The Council of Chairpersons met last Friday and decided to convene the 10th session of the 13th NPC Standing Committee (NPCSC) from April 20 to 23. The Council also approved the NPCSC’s 2019 legislative and oversight plans, which we expect to be released after the session. Per the Council’s decision, the NPCSC this month will review eight legislative bills. Below we take a brief look at each.
The State Council submitted the only new bill: amendments to nine laws to implement the Foreign Investment Law [外商投资法]. Of note, the Trademark Law [商标法] will be amended to provide for increased damages for trademark infringement. We expect the upcoming NPCSC session to approve those amendments, and will summarize each in the post-session roundup.
The session will review draft revisions to the Judges Law [法官法] and the Procurators Law [检察官法] for the third time. Because we expect both to pass this time, we will save our summaries of them for the post-session roundup.
The draft revision to the Securities Law [证券法] will also return for a third review. The draft will not be adopted later this month, because (as Caixin reported) it was submitted again mainly to avoid expiration under article 42 of the Legislation Law [立法法]. Under this article, a bill will expire if it is not reviewed again by the NPCSC for two years after a previous reading; the draft revision was last reviewed two years ago this month.
It could be years before the draft Securities Law revision eventually passes. The NPCSC has separately authorized the State Council to pilot a core scheme of the bill: a U.S.-style registration-based system for initial public offerings (IPOs). And the State Council has only recently announced plans to test such a system—by establishing a Sci–Tech Innovation Board [科创板] at the Shanghai Stock Exchange (see here for Reuters’ explainer of the new Board). The NPCSC’s authorization (already extended once) will expire at the end of February 2020. It will likely be extended again so that the piloted scheme could be refined before being enacted into law.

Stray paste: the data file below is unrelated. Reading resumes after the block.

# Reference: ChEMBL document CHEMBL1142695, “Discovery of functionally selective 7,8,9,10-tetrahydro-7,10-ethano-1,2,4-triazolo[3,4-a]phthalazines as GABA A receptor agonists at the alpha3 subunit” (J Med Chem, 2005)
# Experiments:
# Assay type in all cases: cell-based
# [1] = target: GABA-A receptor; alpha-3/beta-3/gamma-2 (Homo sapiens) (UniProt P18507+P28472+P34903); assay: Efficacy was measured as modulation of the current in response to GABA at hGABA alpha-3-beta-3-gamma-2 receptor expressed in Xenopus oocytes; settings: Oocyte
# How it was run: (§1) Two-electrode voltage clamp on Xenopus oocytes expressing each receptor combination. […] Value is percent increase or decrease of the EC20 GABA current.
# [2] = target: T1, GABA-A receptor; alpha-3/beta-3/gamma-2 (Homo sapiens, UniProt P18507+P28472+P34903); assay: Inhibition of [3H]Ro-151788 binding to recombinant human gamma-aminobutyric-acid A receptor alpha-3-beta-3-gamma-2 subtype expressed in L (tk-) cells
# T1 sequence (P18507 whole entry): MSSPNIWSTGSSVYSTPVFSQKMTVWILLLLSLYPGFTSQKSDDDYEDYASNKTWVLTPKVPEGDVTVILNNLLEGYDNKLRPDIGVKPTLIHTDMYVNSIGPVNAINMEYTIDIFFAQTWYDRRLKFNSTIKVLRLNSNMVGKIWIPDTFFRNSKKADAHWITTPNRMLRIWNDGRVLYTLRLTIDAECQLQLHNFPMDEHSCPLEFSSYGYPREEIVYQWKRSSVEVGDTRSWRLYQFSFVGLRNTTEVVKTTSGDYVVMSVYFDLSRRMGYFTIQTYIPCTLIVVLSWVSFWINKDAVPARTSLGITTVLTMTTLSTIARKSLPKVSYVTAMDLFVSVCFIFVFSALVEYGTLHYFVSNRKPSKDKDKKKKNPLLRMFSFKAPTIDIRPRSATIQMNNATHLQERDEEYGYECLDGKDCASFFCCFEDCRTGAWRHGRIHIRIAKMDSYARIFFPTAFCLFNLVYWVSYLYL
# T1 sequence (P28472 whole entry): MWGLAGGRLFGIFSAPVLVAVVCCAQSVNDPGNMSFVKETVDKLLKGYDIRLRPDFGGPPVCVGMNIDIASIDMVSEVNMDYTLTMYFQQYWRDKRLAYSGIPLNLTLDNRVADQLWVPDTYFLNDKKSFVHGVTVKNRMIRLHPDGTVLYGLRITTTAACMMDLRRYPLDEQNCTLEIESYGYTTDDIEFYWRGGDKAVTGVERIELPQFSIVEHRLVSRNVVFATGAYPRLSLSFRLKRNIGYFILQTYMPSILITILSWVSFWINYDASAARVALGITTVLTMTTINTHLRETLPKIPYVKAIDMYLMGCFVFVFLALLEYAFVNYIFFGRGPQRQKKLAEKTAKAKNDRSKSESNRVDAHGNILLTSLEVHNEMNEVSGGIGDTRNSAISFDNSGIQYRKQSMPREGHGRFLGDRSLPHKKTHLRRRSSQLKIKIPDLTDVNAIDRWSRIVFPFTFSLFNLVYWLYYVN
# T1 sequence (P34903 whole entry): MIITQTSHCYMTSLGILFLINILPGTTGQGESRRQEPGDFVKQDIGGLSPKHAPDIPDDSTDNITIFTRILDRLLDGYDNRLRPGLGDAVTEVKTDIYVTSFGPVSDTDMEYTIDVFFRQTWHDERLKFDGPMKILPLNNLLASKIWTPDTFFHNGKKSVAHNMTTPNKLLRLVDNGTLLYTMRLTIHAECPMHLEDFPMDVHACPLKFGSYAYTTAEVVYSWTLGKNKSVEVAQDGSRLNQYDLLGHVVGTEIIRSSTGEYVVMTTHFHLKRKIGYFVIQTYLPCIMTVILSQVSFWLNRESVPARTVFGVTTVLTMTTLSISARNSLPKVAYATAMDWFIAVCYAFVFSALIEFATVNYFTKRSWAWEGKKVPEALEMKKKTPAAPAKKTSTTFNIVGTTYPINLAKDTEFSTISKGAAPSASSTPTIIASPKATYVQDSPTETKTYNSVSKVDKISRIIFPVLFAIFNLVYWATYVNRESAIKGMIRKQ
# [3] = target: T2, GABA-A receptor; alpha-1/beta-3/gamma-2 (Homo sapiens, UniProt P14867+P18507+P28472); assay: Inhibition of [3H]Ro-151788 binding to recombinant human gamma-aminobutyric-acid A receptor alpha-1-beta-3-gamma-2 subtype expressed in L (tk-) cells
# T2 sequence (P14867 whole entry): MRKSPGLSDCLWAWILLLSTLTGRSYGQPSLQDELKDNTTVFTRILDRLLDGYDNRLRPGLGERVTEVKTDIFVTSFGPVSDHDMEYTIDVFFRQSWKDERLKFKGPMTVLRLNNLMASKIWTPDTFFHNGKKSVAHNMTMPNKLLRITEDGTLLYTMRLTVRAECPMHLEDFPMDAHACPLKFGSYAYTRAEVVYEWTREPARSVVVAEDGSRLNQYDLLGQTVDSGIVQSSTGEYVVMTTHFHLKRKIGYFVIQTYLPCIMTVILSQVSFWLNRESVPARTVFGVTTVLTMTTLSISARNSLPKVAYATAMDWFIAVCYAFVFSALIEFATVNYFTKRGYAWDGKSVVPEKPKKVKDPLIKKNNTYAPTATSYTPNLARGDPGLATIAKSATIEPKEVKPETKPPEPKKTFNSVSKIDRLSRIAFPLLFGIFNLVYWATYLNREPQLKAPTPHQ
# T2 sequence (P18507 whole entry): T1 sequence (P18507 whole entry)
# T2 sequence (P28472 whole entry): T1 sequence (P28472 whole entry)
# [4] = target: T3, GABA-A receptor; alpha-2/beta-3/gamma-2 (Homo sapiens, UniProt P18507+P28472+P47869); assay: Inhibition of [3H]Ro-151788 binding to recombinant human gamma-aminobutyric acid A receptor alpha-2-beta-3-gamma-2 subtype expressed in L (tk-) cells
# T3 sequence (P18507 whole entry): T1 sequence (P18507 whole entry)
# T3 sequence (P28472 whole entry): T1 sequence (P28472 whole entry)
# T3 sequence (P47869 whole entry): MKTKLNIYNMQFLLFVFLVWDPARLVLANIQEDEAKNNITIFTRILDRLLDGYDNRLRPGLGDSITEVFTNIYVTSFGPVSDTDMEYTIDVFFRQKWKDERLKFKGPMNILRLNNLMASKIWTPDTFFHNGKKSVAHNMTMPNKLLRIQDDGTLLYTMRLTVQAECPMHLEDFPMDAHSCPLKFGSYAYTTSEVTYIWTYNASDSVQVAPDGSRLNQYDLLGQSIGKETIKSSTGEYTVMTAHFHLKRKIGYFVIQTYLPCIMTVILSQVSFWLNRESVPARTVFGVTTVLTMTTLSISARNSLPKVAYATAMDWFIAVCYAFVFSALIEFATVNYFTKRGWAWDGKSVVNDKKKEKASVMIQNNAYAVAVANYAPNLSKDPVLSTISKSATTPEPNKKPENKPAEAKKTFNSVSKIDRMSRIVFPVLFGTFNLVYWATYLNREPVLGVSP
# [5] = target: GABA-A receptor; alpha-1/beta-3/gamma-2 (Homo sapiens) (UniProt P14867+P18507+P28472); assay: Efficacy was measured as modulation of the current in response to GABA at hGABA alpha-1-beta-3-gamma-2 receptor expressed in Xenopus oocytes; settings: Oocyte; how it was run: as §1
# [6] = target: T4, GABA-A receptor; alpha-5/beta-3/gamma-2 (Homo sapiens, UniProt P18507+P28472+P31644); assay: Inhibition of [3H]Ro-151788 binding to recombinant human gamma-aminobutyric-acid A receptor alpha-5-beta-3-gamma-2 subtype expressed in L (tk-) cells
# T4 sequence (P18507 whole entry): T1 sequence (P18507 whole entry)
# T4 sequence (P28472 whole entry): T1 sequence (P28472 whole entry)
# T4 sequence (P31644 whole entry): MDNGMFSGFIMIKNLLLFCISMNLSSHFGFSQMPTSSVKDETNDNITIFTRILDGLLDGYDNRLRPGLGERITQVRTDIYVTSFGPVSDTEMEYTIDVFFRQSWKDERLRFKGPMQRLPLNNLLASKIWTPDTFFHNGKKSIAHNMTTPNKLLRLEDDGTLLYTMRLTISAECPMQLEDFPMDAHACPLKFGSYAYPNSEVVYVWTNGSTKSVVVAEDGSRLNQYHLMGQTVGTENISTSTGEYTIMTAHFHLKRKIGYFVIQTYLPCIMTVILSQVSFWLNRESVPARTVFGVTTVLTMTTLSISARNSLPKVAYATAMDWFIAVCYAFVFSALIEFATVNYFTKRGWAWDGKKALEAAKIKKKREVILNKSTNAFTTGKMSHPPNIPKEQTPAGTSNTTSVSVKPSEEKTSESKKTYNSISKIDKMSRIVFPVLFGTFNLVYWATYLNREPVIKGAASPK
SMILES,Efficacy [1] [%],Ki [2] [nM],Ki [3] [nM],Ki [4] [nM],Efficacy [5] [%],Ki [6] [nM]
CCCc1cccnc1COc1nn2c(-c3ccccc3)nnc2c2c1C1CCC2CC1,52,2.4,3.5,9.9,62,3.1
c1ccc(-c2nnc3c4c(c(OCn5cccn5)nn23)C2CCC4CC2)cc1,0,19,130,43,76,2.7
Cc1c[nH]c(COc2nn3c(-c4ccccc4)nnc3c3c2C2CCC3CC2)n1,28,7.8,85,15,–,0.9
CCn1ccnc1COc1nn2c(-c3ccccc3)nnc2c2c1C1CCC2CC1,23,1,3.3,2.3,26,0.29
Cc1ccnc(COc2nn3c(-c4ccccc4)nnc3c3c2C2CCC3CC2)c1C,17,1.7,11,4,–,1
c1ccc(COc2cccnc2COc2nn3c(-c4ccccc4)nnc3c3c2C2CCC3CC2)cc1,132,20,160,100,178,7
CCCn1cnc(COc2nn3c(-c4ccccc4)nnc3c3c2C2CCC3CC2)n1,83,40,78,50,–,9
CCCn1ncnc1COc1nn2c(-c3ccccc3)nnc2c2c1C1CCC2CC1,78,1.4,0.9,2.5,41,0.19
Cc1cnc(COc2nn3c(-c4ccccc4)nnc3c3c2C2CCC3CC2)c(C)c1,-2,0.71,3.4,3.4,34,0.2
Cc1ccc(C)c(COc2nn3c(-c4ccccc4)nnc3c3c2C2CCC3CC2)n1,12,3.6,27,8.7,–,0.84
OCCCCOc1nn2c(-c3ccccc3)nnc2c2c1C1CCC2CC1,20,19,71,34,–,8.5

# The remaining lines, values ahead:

Although the NPCSC has yet to release the first two drafts of the bill for public comments, the first draft (dated April 2015) was leaked that month and can be viewed here (along with an explanation). For an overview of China’s evolving IPO regulatory scheme and for a discussion of the main features of the 2015 draft’s registration system, see Stuart R. Cohn & Yinzhi Miao, The Dragon and the Eagle: Reforming China’s Securities IPO Laws in the U.S. Model, Pros and Cons, 17 Wash. U. Global Stud. L. Rev. 327, 333–45 (2018). In essence, under that system, the securities regulator “will no longer be able to refuse or sit on the application of a company desiring an IPO. All companies that satisfy the IPO standards, as determined by the exchange to which they have applied, will be able to go forward with an IPO.” Id. at 343.
Next, the Part on Property [物权编] and the Part on Personality Rights [人格权编] of the draft Civil Code return for their second reading. Because we plan to write a separate post on the latter and have no expertise whatsoever in Chinese property law, for now we will just say that the NPCSC will review the two Parts again in December as part of a complete draft Civil Code. The Code is then scheduled to be adopted by the NPC three months later at its 2020 annual session.
Two pharmaceutical-related bills also return for their second reading: draft revision to the Drug Administration Law [药品管理法] and draft Vaccine Administration Law [疫苗管理法]. The first bill was introduced last October as an amendment, but has now become a revision—that is, a complete rewrite of the Drug Administration Law. The change could be stylistic only: the original amendment spanned 18 pages, describing in detail how the Law’s current text is to be altered; the NPCSC could have decided that it is simply more efficient to substitute a new text. Alternatively, the new draft could make more extensive changes to the current Law. We will find out which is the case later this month. Substantively, we have nothing intelligent to say about either bill. Both could be approved by the upcoming session, although we would not rule out the possibility of a third and final reading.
Thanks to Taige Hu for research assistance.